At the 2023 PGA Championship, there is internal out of bounds at Oak Hill Country Club. That's exceptionally rare, particularly in major championship golf, meaning that part of the golf course that is in use for the tournament is considered out of bounds.
However, the kicker here is that part of the golf course that is considered out of bounds is only considered out of bounds for players competing on a specific hole.
As the PGA of America has posted with signs on the East Course at Oak Hill, the seventh fairway of the course is considered out of bounds only for players competing on the sixth hole. You have probably seen the signs on social media and are wondering why this is the case this week.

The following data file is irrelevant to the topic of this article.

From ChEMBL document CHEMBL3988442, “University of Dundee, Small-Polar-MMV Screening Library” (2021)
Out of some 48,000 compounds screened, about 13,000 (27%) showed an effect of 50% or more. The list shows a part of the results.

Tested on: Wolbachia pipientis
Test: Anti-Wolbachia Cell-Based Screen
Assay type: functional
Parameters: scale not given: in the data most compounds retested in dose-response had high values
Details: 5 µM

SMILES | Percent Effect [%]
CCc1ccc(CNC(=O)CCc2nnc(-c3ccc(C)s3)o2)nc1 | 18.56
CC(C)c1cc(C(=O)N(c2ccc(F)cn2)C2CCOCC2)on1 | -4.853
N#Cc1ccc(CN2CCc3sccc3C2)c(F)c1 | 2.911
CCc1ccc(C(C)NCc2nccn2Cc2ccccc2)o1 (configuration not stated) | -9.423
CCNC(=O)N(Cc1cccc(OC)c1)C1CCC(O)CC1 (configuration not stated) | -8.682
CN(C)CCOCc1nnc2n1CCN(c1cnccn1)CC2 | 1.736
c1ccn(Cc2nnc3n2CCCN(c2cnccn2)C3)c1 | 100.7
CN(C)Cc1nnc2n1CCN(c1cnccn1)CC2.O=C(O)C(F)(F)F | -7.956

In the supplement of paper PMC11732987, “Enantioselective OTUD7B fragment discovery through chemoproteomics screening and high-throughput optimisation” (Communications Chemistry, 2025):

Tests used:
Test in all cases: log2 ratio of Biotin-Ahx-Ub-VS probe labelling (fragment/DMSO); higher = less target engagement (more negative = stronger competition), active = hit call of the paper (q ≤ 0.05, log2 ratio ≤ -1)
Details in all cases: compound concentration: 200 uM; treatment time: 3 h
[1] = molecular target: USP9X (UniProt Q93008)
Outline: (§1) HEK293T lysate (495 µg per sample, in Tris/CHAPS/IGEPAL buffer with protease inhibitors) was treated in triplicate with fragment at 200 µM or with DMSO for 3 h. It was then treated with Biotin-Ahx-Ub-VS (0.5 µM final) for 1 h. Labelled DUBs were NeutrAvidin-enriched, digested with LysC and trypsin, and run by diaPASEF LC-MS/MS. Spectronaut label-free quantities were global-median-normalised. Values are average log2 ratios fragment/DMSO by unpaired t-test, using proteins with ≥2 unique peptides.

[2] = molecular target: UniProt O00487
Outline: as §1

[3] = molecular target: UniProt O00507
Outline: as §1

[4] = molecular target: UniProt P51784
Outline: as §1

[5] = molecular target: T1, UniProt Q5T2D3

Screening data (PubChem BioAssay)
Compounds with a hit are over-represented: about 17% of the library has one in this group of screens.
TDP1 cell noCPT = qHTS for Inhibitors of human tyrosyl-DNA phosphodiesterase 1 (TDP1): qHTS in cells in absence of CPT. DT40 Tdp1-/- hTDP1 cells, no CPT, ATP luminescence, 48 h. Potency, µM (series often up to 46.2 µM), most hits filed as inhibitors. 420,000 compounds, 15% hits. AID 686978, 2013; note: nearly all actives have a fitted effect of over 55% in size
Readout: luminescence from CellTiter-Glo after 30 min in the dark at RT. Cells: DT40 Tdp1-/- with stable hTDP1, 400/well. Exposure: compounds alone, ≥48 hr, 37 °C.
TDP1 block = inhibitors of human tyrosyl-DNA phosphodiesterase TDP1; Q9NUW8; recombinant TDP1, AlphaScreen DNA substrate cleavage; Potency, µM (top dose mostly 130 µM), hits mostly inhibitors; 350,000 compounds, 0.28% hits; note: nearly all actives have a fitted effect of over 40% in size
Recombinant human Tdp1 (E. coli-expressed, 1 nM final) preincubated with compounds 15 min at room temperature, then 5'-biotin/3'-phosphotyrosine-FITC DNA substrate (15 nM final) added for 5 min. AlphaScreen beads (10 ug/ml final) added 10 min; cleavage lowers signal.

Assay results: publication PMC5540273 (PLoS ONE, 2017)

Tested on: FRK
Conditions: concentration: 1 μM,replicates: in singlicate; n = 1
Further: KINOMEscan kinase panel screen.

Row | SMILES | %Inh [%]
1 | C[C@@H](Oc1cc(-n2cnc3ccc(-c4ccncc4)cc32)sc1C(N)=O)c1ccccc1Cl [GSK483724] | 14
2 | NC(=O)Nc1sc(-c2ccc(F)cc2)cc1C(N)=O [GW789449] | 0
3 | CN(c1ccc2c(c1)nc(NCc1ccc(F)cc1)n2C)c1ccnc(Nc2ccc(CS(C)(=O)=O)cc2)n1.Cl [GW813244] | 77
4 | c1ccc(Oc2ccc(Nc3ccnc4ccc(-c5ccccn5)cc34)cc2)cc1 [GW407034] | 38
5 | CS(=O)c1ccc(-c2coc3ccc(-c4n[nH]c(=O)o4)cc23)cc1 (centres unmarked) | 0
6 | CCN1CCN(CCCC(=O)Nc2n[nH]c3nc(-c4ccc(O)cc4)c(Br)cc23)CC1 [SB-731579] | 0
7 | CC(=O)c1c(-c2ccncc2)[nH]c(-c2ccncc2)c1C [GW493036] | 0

If you look at a course map of Oak Hill's East Course, you'll see that the sixth and seventh holes run alongside each other. They, in fact, run in opposite, parallel directions. For a clever player, they might realize that it's an easier angle to hit their approach to the sixth green by playing down the fairway of the seventh hole, depending on the hole location for that round. The PGA of America does not want players to take this line off the tee, though, because it's not how the hole was designed to be played and could pose a safety issue to the 156-player field competing this week.
So, in response, they created internal out of bounds on the seventh fairway for players competing on the sixth hole. That does mean that rough shared by the sixth and seventh holes is not considered out of bounds for sixth-hole players.
The penalty for hitting the seventh fairway from the sixth tee is a stroke-and-distance penalty, which is the same penalty for hitting the ball out of bounds at any golf course. This means a player will have to add one shot to their score and hit another shot from the same place they struck their last shot (or from the teeing ground if on a tee shot).